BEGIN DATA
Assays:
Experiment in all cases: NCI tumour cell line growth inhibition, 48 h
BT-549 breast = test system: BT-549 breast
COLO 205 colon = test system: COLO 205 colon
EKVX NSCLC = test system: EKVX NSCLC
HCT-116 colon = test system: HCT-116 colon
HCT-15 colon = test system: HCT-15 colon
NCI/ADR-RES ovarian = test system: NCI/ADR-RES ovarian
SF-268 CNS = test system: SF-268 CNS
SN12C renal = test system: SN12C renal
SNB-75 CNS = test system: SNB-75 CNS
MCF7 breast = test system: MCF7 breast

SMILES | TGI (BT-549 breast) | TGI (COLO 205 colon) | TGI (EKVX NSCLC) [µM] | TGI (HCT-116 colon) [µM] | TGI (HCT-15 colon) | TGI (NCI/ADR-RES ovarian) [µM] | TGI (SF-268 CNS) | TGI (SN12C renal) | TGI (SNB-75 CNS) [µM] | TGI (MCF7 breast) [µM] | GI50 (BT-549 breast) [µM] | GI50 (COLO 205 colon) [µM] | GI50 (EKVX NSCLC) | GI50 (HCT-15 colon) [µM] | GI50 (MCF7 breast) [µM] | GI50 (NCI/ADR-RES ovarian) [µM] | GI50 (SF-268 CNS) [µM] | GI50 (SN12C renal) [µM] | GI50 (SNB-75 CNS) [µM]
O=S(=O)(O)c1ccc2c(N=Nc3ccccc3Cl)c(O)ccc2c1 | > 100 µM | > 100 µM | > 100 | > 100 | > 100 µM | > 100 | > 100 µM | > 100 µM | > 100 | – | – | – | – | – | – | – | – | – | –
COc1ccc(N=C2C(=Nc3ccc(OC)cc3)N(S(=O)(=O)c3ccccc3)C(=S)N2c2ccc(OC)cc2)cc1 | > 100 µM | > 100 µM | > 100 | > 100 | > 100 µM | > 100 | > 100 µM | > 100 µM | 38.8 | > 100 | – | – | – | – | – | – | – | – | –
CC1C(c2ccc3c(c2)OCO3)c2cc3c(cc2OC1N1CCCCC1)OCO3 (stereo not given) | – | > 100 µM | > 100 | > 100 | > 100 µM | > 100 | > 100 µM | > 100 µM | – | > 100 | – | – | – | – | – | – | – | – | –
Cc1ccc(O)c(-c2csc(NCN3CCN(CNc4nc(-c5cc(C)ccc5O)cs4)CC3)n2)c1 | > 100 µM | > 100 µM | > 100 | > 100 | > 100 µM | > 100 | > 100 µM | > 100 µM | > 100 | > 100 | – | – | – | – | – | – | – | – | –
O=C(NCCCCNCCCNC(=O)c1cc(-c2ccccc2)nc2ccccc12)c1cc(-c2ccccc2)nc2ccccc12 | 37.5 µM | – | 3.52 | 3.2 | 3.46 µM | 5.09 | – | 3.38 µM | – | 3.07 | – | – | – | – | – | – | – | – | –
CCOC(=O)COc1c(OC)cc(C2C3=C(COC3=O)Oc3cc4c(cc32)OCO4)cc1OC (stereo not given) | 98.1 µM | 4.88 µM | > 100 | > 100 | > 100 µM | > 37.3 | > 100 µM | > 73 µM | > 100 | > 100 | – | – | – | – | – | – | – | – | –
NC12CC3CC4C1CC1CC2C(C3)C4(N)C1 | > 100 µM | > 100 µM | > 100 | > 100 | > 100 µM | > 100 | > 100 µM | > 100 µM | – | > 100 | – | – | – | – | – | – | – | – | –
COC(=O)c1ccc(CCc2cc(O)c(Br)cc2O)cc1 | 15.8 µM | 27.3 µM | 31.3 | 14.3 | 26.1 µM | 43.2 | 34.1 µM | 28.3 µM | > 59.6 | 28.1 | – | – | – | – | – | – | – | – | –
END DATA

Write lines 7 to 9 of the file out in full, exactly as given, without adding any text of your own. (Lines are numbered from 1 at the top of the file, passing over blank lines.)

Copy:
HCT-15 colon = test system: HCT-15 colon
NCI/ADR-RES ovarian = test system: NCI/ADR-RES ovarian
SF-268 CNS = test system: SF-268 CNS